A couple months ago my wife started a personal blog. Among her first entries was an awesome series on how we started Athletic Lab from nothing (from her perspective). The context of the series was that I had just left behind Athletic Lab to become the fitness coach at the Vancouver Whitecaps (MLS)…leaving behind what we had invested our entire life in for the previous 3 years. Earlier this month, Athletic Lab celebrated it’s 3rd birthday. Given that my wife’s account is far better than anything I could write up, I thought I’d re-syndicate here. Her recollection isn’t exactly the same as mine (mine is more of a blur) but I’m grateful she took the time to write this up because it really is awesome. This is part 1 of her unedited recollection…

There are many, many people in our extended Athletic Lab family.  With the exception of a few existing clients, most of you never saw our humble beginnings in Athletic Lab 1.0.  I thought I’d take the time to shine a light on a business that started out like so many others do- from very little. I hope it comes as encouragement for anyone who has ever had a dream to hold onto it and to fight for it, no matter how many set backs you encounter and no matter how much criticism may come from others.  I now truly believe almost anything, within reason, is possible with hard work and the ability to keep picking yourself up after you’ve been repeatedly knocked down.

Courtesy of Sunny Lee

It’s six o’clock on a Friday evening at Athletic Lab. There was a huge 5:00 Performance Fitness / CF class.  It ran over by a few minutes and there are nearly 20 sweaty bodies sprawled out on the carpet doing stretches with an instructor. The 6:00 class heads into a warm up with another instructor. The instructor who is teaching the scholastic class rearranges the warm up to make more room. The strongmen start trickling in for their class. Some clients are in the back working on their jump rope skills. Julie’s clients cross into the massage room.  Doretta is doing a BodyMetrix scan in the back room. The music is booming. All the good parking places are taken. Our 10k square foot facility starts to feel small. The CF instructor struggles to find space on the WOD board to fit more names. We leave this scene, the lights dim and we’re left with an image that started three years ago.  I held a screaming two-year-old Eva as I bit my tongue and fought to hold back the tears myself. It was a cold January day. We stood in the driveway at my parents’ house in Ohio and waved goodbye as Mike pulled away for North Carolina with a blow up bed, laptop, tray table and a dream to build a training facility. I’d be lying if I didn’t admit I had some hints of doubt.  From that point, there was no turning back.  In the months that led up to that moment, Mike had resigned from his collegiate coaching job at West Point, we left New York and we had been staying with my parents while Mike was busy authoring two books.  We had sold a house earlier in our marriage and Mike wisely invested our earnings into stocks. This was our business start up money as well as our means of survival. The clock had started ticking. I’m very proud to announce that we’ve never once taken out a loan.  We scrimped, we saved and we sacrificed to make it work. When I look back, I’m amazed at how hard we’ve worked, how far we’ve come and how much we’ve accomplished from the point in time when Mike drove away on that cold January day.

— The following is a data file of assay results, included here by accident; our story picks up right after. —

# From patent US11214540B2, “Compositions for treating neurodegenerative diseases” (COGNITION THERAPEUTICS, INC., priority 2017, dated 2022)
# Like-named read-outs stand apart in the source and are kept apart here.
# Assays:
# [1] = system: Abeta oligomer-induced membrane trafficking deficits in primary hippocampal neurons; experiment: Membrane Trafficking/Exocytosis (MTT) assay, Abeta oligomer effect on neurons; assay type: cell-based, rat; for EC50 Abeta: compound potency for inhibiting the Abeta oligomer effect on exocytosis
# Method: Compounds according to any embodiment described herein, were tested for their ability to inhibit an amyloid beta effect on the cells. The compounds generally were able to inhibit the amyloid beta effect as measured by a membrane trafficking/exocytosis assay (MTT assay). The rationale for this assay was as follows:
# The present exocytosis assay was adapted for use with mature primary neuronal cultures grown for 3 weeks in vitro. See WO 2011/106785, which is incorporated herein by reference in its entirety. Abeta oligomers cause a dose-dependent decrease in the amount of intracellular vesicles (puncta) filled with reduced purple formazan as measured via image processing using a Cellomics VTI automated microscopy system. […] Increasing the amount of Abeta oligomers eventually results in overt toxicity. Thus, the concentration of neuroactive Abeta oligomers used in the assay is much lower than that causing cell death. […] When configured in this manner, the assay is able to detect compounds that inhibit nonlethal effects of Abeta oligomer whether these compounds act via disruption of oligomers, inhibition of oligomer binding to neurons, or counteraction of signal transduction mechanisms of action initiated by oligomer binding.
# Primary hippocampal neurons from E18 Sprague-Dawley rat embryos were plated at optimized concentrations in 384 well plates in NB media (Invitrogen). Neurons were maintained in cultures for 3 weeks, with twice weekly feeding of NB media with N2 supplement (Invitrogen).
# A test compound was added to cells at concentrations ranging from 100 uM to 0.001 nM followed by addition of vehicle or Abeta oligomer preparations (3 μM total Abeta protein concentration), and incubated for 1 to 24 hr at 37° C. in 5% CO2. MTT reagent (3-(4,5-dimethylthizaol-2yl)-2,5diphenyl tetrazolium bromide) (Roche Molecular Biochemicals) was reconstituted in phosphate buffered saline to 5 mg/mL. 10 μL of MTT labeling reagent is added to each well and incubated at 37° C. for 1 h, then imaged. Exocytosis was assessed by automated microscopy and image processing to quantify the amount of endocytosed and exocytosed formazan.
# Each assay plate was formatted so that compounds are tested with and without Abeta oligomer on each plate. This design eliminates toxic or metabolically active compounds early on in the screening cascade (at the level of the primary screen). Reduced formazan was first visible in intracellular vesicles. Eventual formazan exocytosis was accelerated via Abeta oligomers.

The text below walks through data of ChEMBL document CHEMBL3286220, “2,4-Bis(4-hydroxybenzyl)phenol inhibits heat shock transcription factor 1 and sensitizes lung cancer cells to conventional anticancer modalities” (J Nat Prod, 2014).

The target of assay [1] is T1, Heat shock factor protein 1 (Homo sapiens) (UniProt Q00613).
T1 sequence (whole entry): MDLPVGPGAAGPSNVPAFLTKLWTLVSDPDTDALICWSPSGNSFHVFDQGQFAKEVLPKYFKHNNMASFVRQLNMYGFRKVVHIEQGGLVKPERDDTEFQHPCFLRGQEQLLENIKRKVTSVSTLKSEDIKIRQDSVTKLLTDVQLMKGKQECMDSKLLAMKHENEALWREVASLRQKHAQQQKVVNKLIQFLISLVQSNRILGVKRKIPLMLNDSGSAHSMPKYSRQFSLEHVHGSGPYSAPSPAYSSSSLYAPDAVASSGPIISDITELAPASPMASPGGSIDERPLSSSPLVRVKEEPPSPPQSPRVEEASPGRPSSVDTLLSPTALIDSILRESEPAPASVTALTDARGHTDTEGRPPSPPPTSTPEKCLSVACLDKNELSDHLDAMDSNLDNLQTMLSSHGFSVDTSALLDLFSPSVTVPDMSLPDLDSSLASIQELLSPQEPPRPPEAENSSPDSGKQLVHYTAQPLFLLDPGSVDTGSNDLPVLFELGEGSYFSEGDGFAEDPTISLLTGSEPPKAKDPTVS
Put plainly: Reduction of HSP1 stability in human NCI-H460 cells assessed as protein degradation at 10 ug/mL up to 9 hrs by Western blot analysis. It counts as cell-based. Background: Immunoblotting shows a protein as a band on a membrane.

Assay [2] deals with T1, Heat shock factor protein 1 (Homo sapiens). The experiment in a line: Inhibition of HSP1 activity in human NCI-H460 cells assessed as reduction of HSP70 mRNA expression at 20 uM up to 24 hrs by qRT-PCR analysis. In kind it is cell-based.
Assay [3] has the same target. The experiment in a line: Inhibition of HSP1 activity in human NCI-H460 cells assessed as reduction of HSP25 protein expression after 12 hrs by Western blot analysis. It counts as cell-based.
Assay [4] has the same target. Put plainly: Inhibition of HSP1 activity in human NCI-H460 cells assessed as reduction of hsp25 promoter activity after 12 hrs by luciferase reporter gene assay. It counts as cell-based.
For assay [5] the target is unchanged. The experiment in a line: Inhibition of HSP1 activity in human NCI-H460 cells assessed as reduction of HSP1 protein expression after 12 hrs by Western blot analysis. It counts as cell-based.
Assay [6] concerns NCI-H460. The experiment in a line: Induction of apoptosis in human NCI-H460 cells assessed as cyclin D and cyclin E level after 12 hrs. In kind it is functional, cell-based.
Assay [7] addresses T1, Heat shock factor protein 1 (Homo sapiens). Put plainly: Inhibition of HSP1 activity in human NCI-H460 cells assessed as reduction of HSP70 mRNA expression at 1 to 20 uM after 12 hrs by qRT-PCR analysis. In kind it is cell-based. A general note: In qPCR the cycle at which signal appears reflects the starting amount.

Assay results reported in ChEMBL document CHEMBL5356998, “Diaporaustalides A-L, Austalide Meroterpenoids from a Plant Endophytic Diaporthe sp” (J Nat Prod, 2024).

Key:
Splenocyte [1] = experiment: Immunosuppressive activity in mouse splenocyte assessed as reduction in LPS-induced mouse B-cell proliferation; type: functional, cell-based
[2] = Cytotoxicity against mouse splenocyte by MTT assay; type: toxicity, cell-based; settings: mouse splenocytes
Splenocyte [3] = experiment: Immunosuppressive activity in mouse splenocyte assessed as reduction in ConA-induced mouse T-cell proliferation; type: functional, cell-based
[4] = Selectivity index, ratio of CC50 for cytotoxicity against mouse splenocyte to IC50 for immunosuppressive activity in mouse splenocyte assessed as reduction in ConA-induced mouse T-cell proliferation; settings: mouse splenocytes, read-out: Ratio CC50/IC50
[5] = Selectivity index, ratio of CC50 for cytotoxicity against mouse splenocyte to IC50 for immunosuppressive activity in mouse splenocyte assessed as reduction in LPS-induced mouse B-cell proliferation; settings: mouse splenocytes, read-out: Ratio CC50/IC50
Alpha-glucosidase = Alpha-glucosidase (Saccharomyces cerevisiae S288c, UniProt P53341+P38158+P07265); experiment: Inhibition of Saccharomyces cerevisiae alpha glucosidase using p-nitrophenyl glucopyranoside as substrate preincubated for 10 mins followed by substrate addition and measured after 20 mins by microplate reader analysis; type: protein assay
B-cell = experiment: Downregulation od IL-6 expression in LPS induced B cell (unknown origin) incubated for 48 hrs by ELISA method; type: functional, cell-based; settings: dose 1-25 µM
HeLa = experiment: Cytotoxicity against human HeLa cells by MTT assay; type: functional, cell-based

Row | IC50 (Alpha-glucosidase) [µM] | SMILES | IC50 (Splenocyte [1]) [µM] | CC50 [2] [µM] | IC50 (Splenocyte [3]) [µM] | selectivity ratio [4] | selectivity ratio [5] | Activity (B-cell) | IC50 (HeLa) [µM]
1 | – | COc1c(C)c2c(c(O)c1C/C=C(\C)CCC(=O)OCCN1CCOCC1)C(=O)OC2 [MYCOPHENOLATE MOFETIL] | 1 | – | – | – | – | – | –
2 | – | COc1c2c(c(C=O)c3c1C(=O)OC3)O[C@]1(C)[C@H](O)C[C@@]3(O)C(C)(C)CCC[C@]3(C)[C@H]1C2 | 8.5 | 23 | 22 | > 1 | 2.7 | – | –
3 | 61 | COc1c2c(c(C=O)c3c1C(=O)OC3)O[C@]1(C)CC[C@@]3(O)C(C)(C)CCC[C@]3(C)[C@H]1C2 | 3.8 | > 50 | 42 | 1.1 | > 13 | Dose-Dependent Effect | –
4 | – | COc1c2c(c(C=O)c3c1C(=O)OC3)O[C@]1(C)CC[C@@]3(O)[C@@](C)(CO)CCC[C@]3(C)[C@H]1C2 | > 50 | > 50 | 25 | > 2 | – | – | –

Being completely new to North Carolina and without any real connections, Mike stayed in the Sleep Inn on Page Rd for two weeks.  Although we had plans of opening our own business, he soon connected with some guys from a local business, with an enormous facility, named Impact Athletics.  Impact Athletics, now the O2 Fitness on James Jackson/Cary Pkwy in Cary, was re-branding itself and Mike was being brought in to head up their sports performance sector (oddly enough, this is just down the road from Athletic Lab 2.0).  The day before the keys were handed over to him, a third party bought out ownership and fired everyone- including those who were hiring Mike.  A set back- or so it seemed at the time.  Hind sight: a blessing.  Five months later, under its new ownership, Impact Athletics filed for bankruptcy and closed….